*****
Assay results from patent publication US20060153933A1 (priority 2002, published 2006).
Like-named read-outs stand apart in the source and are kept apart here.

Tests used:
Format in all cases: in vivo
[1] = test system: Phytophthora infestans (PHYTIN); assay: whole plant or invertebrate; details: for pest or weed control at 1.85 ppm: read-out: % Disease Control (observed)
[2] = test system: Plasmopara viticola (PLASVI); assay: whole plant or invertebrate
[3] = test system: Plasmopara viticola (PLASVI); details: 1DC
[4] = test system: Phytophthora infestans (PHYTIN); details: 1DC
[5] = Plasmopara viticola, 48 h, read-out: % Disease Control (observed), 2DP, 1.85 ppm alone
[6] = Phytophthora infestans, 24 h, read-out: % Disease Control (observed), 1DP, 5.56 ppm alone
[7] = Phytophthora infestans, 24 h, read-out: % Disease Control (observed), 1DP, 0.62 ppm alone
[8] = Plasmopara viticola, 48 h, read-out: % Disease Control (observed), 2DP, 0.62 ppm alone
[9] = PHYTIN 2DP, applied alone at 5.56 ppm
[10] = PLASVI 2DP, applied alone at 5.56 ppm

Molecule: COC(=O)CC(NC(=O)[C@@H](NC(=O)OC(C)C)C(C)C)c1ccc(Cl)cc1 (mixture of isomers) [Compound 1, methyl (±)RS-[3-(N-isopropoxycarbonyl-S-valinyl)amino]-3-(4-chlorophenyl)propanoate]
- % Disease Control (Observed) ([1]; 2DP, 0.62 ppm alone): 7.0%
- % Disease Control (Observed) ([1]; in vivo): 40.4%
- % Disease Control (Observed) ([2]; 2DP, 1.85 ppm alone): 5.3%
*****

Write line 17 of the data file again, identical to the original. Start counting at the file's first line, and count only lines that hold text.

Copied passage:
- % Disease Control (Observed) ([1]; in vivo): 40.4%